This past week, President Trump signed a proclamation that imposed tariffs on the steel and aluminum industries. While the full impact of these tariffs and the subsequent responses by other nations remain unclear, these actions have led to many investor concerns regarding the potential for an upcoming “trade war.”
A tariff is a tax or a duty to be paid on a particular class of imports or exports. This, in theory, makes foreign products more expensive and gives an advantage to domestic producers of a particular product. With the actions of this week, President Trump will impose a 10 percent tariff on imported aluminum in addition to a 25 percent tariff on imported steel. North American bookends to the United States, Canada and Mexico are exempt – for now – and other countries may also be granted immunity in the future.
In today’s fluid news cycle, it can be difficult for even the savviest of investors to drill down and attempt to navigate such policy decisions and how they can affect your investment holdings. Although certain outcomes seem almost inevitable as a result of this action, so many are still shrouded in mystery. Nearly a year ago, the President directed the Commerce Department to research whether or not imported steel was posing a threat to national security. Last month, the Commerce Department concluded that national security concerns justified such tariffs to be imposed.
So, what does all this mean, and how is it likely to affect your retirement finances and investments? It is widely expected that American steel and aluminum producers stand to benefit from the tariffs, as pricing will be a greater advantage than prior. However, now freed from the competition of other steel and aluminum producing giants like India, Japan, South Korea, the European Union, and the world’s largest steel producer of both raw materials, China, U.S. companies will likely raise their own prices in coming years. Overproduction by China has oversaturated the world market in regard to both metal products, which have driven prices down around the globe.
For American companies that depend on steel and aluminum, like General Electric (NYSE:GE), Anheuser-Busch (NYSE:BUD), Caterpillar (NYSE:CAT), Boeing (NYSE:BA), Campbell’s Soup (NYSE:CPB), General Motors (NYSE: GM) and others, it will likely mean higher input prices for their products. The question for investors is whether these costs will be passed to consumers through higher prices or if the companies will accept lower margins to keep prices stable.
Many companies have discussed the potential for backlash, with the possibility of foreign retaliation in other areas that could potentially harm the U.S. economy. Foreign nations negatively affected by steel tariffs could impose their own tariffs on other products, and these “protectionist” actions could cause less trade which may have a negative impact on global economic growth. If tariffs do result in higher domestic steel and aluminum prices, there is a real possibility that companies who rely on those products will then pass the cost on down the supply chain, eventually landing in the lap of the consumer. One industry that could take a large hit is the automobile industry, as the American International Automobile Dealers Association said it was fearful that the tariffs would cause a substantial spike in car prices.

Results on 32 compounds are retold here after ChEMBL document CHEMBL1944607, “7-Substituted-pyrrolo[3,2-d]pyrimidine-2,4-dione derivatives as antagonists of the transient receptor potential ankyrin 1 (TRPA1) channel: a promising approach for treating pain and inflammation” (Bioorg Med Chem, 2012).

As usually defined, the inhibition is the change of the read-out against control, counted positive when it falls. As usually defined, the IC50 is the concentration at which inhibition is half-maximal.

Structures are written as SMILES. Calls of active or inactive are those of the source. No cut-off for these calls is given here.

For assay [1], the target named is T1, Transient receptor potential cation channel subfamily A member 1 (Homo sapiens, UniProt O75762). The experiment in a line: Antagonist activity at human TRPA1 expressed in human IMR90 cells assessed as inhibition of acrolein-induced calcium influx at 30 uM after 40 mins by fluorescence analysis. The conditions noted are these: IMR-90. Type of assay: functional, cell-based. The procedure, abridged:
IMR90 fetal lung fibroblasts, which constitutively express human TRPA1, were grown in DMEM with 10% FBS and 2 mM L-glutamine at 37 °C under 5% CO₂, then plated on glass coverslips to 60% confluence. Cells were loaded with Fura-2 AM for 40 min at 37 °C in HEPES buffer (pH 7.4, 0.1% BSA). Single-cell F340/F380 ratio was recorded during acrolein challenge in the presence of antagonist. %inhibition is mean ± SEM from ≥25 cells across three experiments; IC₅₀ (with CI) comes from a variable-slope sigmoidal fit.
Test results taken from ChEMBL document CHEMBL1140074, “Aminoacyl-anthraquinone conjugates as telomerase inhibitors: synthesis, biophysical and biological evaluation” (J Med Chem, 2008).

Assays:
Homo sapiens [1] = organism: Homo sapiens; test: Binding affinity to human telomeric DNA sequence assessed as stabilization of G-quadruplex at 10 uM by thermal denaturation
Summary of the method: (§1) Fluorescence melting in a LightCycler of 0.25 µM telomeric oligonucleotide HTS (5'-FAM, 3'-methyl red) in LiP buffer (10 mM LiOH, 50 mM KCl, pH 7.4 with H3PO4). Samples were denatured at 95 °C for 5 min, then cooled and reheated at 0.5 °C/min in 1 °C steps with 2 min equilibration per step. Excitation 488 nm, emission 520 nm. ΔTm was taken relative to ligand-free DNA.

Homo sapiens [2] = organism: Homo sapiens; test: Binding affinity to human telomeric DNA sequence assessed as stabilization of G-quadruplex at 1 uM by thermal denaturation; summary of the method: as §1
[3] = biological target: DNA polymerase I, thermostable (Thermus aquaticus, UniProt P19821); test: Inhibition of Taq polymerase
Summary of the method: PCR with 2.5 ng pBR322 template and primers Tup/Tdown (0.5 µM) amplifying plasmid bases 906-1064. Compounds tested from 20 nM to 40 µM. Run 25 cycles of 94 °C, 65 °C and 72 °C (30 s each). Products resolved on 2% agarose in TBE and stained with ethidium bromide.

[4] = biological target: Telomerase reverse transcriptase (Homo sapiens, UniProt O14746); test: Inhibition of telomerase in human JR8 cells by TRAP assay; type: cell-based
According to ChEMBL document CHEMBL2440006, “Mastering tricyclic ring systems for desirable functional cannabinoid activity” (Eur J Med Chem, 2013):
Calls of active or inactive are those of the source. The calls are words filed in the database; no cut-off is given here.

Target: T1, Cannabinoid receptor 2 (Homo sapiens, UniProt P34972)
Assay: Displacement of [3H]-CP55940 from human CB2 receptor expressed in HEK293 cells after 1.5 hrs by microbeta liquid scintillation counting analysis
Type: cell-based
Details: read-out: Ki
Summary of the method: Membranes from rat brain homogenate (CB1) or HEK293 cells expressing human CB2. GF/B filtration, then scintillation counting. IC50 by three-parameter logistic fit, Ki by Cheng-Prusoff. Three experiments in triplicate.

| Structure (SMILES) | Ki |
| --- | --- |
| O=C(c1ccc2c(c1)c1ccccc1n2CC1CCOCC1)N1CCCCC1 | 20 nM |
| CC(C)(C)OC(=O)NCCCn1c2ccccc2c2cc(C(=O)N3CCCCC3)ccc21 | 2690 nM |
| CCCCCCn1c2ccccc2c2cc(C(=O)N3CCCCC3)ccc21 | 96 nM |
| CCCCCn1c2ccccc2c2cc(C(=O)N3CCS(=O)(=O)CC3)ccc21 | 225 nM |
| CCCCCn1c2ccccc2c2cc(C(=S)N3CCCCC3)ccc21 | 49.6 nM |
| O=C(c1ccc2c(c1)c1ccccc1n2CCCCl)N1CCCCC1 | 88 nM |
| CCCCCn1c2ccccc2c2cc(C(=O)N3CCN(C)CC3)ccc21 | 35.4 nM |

I think higher consumer good prices are inevitable. While higher costs of raw materials like steel and aluminum may take up to a year to work their way through the supply chain, we may not see much effect in the investment realm, in regard to the aforementioned corporations, until 2019 or 2020. If you’re a consumer, you might want to purchase that new dishwasher or automobile this year, and if you’re in the market, it might be a good time to buy since demand for automobiles may be artificially inflated and drive prices up.
The President’s actions have caused many questions for investors. Not only what the tariffs mean for pricing of aluminum and steel, but how reactions from other nations will affect the pricing of many different exported products. Wall Street has been on edge since the announcement, and the initial reaction was clearly negative, with the Dow Jones industrial average falling 1.7 percent upon the announcement, as well as the S&P 500 index and the NASDAQ composite dipping 1.3 percent. But investors were encouraged by the exemptions granted to neighboring Canada and Mexico, with the thought that other valued trading partners may be safeguarded from the tariff.
Many of the ramifications of trade tariffs, both the current actions and the responses from other nations, remain unclear. These issues certainly bear watching, but investing based upon political events that are widely unknown outcomes can be a difficult proposition. For investors, it is better to be certain regarding your individual investment or retirement plan, and ensuring that the risk being taken is appropriate to your long-term objectives, risk tolerance, and time horizon. Diversification should remain key in times like these. If any action need be taken, it may be that you sit down with a trusted financial service professional and readdress or recalibrate your investment objectives.